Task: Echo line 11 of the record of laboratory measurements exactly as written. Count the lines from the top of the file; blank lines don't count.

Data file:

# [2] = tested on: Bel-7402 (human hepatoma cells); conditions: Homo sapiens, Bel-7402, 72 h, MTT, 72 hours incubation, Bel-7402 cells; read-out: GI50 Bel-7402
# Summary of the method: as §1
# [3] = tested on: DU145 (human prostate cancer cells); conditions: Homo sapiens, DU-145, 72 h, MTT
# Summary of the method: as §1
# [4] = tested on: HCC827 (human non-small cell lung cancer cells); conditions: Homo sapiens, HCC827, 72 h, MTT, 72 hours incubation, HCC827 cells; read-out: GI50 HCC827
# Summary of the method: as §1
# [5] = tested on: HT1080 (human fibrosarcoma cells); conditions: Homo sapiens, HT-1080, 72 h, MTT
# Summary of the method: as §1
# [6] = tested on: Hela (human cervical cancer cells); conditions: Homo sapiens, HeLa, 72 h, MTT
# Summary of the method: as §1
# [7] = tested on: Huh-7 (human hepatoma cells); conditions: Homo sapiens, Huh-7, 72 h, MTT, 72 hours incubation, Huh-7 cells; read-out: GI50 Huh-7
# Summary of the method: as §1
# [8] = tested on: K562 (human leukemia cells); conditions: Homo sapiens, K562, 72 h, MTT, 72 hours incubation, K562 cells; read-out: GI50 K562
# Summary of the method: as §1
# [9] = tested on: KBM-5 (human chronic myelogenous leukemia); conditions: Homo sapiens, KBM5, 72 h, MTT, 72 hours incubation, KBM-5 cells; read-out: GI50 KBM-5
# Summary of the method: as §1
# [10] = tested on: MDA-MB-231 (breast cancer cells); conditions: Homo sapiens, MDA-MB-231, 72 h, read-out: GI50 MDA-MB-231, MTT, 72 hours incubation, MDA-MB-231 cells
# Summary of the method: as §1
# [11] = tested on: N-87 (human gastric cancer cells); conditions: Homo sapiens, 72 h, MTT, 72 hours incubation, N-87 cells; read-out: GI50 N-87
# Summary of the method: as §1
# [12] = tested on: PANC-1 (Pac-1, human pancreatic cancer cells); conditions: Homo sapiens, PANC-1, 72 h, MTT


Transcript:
# [7] = tested on: Huh-7 (human hepatoma cells); conditions: Homo sapiens, Huh-7, 72 h, MTT, 72 hours incubation, Huh-7 cells; read-out: GI50 Huh-7